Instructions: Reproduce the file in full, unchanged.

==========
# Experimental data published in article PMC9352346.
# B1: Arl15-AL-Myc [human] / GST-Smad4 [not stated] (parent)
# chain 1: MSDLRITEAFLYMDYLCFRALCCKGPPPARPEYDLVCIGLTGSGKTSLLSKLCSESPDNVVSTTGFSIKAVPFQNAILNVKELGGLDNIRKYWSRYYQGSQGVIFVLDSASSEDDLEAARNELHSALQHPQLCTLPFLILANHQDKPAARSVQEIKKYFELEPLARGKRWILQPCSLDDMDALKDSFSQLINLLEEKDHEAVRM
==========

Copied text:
# Experimental data published in article PMC9352346.
# B1: Arl15-AL-Myc [human] / GST-Smad4 [not stated] (parent)
# chain 1: MSDLRITEAFLYMDYLCFRALCCKGPPPARPEYDLVCIGLTGSGKTSLLSKLCSESPDNVVSTTGFSIKAVPFQNAILNVKELGGLDNIRKYWSRYYQGSQGVIFVLDSASSEDDLEAARNELHSALQHPQLCTLPFLILANHQDKPAARSVQEIKKYFELEPLARGKRWILQPCSLDDMDALKDSFSQLINLLEEKDHEAVRM